Diagnosis of Psychological Disorders

The diagnosis of a psychological disorder requires evaluation by a trained mental‐health professional and usually an interview, administration of a variety of personality tests (and in some cases, neuropsy‐chological tests), and gathering of background (including medical) information about the individual. The mental‐health professional arrives at a diagnosis by comparing this information to that in the Diagnostic and Statistical Manual of Mental Disorders , the DSM‐IV (IV for fourth edition, 1994), which uses a system devised by the American Psychiatric Association to classify psychological disorders. The classification system, which lists 16 categories of maladjustment and more than 200 subcategories, is designed to improve the reliability of diagnoses by using observable behaviors to categorize disorders and to ensure that diagnoses are consistent with current information. Diagnosis using this resource requires the use of five dimensions, or axes. Judgments must be made on each of the five axes, and a diagnostician must consider a broad range of information in making the diagnosis.

The classification of abnormal behavior is made on the basis of Axis I (Clinical Syndromes) and Axis II (Personality Disorders). Patients may receive a diagnosis on both axes; the milder, long‐standing personality disorders of Axis II may coexist with Axis I syndromes. The remaining three axes— Axis III (General Medical Conditions), Axis IV (Psychosocial and Environmental Problems), and Axis V (Global Assessment of Functioning)—are used to provide supplementary information. Use of the combined axes, which include the individual's history and highest level of competent functioning in the past year, ensures that a person not only will be assigned to a mental‐disturbance category but also will be characterized by a number of relevant clinical factors.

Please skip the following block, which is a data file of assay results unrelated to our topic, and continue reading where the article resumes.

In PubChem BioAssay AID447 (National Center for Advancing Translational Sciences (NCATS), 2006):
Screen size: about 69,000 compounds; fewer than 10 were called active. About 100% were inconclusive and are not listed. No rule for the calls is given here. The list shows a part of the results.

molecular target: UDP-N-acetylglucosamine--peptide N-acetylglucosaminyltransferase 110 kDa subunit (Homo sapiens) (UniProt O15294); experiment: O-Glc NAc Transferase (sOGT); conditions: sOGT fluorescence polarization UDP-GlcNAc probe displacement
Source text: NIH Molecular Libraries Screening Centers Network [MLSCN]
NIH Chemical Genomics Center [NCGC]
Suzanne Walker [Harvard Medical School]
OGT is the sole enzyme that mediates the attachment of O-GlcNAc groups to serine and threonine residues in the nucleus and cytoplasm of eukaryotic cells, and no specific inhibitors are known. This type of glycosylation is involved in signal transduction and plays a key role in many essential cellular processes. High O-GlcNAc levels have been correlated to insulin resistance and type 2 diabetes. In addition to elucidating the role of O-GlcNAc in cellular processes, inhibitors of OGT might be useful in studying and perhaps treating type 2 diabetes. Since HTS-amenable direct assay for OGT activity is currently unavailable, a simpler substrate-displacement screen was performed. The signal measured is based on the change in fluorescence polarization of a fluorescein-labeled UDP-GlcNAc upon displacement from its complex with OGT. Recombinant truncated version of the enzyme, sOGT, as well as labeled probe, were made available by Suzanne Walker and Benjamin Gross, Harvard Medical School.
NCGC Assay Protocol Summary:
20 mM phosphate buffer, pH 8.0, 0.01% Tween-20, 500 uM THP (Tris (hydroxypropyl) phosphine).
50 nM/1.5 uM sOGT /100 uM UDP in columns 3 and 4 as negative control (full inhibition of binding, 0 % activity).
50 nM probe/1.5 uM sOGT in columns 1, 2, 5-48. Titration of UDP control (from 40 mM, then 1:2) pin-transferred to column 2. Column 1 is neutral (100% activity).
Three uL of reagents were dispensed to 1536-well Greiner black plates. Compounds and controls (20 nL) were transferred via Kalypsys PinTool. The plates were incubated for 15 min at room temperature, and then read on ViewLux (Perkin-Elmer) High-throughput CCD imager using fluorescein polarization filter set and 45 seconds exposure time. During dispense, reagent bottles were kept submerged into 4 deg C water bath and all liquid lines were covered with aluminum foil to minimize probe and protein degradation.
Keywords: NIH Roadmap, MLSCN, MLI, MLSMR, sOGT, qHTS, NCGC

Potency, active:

Use of a classification system permits mental‐health professionals to communicate accurately, helps in the determination of effective treatments, facilitates the use of research data on a particular category, and assists in making predictions. Classification systems, however, are based upon judgments of professionals and can change over time as new information is collected. Controversy still exists over the DSM‐IV system; it is revised as new research information becomes available. Diagnostic categories have been deleted or changed. For example, “homosexuality” has been excluded as a mental‐disturbance category, and arguments about use of the category “premenstrual syndrome” have resulted in the condition's being moved to the appendix, where it is called “premenstrual dysphoric disorder” and listed as needing more study. The category termed “ neuroses” has not been included since the 1980 edition. The term “ psychosis” is still used for conditions such as schizophrenia, which are characterized by bizarre behavior and beliefs, delusions, and loss of contact with reality.